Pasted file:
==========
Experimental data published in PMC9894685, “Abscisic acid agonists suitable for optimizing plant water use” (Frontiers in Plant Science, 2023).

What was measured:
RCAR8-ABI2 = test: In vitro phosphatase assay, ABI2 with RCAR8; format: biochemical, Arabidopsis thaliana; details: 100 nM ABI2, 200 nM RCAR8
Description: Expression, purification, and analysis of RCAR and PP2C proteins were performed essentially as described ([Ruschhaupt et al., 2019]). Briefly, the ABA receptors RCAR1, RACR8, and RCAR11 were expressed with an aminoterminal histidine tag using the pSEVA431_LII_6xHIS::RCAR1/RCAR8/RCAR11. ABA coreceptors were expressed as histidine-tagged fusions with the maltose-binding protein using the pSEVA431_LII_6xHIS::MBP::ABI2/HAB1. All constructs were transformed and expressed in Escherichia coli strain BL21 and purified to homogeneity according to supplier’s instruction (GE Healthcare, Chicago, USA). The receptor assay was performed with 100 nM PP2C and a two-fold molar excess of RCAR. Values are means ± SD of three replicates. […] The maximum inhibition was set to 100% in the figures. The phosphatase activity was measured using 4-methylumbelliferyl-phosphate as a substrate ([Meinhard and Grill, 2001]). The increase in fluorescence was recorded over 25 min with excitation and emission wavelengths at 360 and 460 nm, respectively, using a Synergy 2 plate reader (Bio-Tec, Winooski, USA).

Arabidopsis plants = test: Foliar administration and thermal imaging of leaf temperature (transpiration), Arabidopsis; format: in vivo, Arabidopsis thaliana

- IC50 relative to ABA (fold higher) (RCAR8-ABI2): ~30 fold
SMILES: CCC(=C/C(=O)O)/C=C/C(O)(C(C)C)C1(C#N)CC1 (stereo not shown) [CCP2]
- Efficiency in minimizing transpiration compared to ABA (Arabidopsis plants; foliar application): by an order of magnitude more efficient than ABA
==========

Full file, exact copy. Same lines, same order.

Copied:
Experimental data published in PMC9894685, “Abscisic acid agonists suitable for optimizing plant water use” (Frontiers in Plant Science, 2023).

What was measured:
RCAR8-ABI2 = test: In vitro phosphatase assay, ABI2 with RCAR8; format: biochemical, Arabidopsis thaliana; details: 100 nM ABI2, 200 nM RCAR8
Description: Expression, purification, and analysis of RCAR and PP2C proteins were performed essentially as described ([Ruschhaupt et al., 2019]). Briefly, the ABA receptors RCAR1, RACR8, and RCAR11 were expressed with an aminoterminal histidine tag using the pSEVA431_LII_6xHIS::RCAR1/RCAR8/RCAR11. ABA coreceptors were expressed as histidine-tagged fusions with the maltose-binding protein using the pSEVA431_LII_6xHIS::MBP::ABI2/HAB1. All constructs were transformed and expressed in Escherichia coli strain BL21 and purified to homogeneity according to supplier’s instruction (GE Healthcare, Chicago, USA). The receptor assay was performed with 100 nM PP2C and a two-fold molar excess of RCAR. Values are means ± SD of three replicates. […] The maximum inhibition was set to 100% in the figures. The phosphatase activity was measured using 4-methylumbelliferyl-phosphate as a substrate ([Meinhard and Grill, 2001]). The increase in fluorescence was recorded over 25 min with excitation and emission wavelengths at 360 and 460 nm, respectively, using a Synergy 2 plate reader (Bio-Tec, Winooski, USA).

Arabidopsis plants = test: Foliar administration and thermal imaging of leaf temperature (transpiration), Arabidopsis; format: in vivo, Arabidopsis thaliana

- IC50 relative to ABA (fold higher) (RCAR8-ABI2): ~30 fold
SMILES: CCC(=C/C(=O)O)/C=C/C(O)(C(C)C)C1(C#N)CC1 (stereo not shown) [CCP2]
- Efficiency in minimizing transpiration compared to ABA (Arabidopsis plants; foliar application): by an order of magnitude more efficient than ABA